Starting Pepper from Seeds
My bright colors on you will cast a spell,
I am really yummy,
And I have lots of vitamins as well.
Seven steps to get strong and healthy sweet pepper seedlings:
Start seeds on time. To make sure your sweet pepper seedlings don’t overgrow by the time you plant them out into your garden, sow seeds on time, i.e. in late February or early March. Remember that early varieties must be started 60 days before planting out and late varieties 75 days before planting out.
Maintain right temperatures. The best temperature to germinate your pepper seeds is between +22 ... +24 ° C.
Make sure your seedlings get enough light. Adequate light exposure is essential to prevent your seedlings from getting leggy and pale. Place your seedling pots close to the window (preferably a south-facing window), and use an additional light source for 12 hours.
Prepare seeds for planting by disinfecting and test the germination rate. The most efficient disinfectants are chlorhexidine, brilliant green paint, and a garlic infusion. Disinfection protects seedlings from diseases and destroys pathogens off the surface of seeds. You can test germination by pre-soaking. Put the seeds on gauze, slightly moisten and leave in a warm place. Sprouted seeds are ready for planting.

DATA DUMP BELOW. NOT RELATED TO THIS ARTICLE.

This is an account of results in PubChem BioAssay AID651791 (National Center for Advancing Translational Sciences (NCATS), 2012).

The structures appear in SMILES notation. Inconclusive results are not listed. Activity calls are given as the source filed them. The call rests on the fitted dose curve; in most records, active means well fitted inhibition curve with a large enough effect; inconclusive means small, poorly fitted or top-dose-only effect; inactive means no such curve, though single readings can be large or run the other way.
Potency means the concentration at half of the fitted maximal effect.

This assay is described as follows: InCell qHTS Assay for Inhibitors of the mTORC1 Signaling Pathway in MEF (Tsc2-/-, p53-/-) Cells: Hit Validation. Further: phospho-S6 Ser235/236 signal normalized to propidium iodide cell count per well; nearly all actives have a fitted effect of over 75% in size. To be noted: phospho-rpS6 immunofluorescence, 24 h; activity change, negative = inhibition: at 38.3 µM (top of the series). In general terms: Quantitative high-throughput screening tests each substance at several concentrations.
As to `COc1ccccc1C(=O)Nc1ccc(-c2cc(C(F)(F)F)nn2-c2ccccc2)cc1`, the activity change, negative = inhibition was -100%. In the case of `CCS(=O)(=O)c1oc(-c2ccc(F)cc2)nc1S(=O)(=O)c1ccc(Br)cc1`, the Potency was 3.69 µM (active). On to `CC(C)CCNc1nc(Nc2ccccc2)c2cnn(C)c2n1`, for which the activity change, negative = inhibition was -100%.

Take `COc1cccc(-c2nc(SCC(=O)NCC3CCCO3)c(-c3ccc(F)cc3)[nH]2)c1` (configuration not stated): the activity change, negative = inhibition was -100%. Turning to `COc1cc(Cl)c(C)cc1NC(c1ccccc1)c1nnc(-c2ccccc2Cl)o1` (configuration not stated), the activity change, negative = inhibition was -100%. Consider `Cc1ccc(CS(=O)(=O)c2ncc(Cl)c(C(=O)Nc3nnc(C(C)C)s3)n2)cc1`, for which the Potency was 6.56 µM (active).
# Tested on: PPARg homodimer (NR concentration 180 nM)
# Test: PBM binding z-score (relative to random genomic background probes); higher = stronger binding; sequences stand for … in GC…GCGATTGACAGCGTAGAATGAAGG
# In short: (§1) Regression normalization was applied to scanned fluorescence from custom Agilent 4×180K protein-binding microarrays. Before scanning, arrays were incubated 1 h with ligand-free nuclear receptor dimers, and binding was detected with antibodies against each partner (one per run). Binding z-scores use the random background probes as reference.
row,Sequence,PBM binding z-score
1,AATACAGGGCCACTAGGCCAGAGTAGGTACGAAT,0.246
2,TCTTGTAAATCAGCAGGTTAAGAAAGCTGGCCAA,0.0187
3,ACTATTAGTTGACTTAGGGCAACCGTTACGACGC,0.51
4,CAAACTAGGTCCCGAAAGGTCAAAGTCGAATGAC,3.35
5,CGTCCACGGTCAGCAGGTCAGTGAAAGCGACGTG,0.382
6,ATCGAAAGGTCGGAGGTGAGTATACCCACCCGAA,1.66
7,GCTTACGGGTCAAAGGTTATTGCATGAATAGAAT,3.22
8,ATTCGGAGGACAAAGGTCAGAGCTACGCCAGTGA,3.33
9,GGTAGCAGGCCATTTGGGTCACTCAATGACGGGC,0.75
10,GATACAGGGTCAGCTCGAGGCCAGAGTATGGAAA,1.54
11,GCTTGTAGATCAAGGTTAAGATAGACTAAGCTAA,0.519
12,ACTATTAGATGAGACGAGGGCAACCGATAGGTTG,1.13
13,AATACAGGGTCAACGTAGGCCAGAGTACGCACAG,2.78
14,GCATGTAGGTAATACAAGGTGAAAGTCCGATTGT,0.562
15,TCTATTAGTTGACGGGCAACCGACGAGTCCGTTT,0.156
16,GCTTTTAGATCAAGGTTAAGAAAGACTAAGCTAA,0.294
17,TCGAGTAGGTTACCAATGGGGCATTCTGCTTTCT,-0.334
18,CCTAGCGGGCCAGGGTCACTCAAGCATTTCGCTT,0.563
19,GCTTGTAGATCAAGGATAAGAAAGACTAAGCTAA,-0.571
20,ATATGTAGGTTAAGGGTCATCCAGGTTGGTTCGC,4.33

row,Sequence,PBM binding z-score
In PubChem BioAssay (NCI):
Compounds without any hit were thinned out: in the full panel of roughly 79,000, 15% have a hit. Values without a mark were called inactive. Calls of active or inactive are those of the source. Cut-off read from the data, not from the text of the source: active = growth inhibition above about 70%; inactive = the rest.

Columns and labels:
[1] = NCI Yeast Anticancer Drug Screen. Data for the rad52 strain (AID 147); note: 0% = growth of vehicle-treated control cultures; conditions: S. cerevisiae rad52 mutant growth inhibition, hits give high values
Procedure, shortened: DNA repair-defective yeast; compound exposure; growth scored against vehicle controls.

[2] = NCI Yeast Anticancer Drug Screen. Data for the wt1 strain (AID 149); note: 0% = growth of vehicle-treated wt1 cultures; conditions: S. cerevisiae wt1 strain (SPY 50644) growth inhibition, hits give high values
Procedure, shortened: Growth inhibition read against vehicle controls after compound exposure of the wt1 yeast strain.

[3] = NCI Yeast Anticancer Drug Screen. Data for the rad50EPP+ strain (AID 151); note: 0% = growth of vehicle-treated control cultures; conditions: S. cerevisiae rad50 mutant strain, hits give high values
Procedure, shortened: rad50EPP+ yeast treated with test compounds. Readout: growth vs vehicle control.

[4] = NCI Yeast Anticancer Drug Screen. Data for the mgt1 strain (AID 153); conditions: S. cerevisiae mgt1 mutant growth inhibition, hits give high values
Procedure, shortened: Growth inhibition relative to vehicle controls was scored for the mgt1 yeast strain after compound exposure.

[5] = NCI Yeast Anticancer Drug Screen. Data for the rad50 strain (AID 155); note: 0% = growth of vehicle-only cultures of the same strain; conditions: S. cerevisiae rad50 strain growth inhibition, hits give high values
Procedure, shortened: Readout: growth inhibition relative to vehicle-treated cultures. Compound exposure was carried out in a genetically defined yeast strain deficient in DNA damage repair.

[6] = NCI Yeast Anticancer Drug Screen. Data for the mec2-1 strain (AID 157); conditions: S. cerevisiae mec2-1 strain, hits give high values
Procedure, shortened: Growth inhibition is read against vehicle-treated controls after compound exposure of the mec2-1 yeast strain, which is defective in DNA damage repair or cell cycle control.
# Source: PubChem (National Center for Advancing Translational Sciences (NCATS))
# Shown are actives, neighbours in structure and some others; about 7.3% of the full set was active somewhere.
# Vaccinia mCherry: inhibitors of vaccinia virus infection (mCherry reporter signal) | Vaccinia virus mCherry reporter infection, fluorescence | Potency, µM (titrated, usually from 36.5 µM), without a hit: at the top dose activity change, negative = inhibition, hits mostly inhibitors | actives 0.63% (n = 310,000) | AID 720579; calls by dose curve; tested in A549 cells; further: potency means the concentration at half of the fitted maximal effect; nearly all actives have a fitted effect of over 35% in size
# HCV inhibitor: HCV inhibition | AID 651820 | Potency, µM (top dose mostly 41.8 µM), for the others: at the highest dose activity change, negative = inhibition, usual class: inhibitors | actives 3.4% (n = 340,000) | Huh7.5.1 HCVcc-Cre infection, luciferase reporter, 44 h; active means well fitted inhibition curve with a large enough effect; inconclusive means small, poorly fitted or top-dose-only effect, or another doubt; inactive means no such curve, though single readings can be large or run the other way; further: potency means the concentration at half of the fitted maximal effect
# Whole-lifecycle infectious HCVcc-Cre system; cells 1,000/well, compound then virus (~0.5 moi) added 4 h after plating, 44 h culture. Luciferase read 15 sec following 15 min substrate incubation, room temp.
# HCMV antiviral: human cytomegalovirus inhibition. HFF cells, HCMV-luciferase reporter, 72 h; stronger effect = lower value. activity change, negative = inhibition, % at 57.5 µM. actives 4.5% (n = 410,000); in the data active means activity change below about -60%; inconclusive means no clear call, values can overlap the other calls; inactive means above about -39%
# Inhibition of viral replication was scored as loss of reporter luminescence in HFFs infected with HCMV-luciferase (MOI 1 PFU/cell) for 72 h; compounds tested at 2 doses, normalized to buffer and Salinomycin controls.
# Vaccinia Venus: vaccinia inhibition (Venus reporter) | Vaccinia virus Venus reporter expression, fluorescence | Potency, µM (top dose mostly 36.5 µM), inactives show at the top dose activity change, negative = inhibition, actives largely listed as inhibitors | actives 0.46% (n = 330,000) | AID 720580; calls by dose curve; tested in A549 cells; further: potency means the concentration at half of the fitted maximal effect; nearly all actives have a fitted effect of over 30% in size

Prepare seed starting mix. Of course, it is best to buy seed starting mix designed specifically for peppers. However, as practice shows, it doesn’t always have good quality. To minimize the risk, you can make your own DIY starting mix. Mix equal parts garden soil, compost, potting mix and sand. You can add vermiculite for uniform soil moistening and extra fluffy soil. To destroy pathogens, small pest larvae and ova, the soil should also be disinfected. There are three disinfection techniques: steaming, heating, and freezing. The easiest is the last one, when the soil collected in autumn is sheltered from rain or snow and left outdoors in the frost.
Fertilize with a chlorine-free multi-nutrient or biological fertilizer after the plants develop cotyledonary leaves. One feeding is enough; over-fertilization increases the risk of overgrowing.
Prickle out your seedlings. This promotes lateral and accessory root growth, which makes the plant stronger. Prickle out when a plant develops a pair of true leaves.
Don’t prickle the main root. However, experienced gardeners prefer starting pepper seeds directly in suitable containers to go without prickling out so that not to damage tiny roots. If you start your seeds in individual containers, the seedlings are very easily transplanted and establish in the garden.
By the time of planting out in the ground, the seedlings must have 8 to 10 leaves.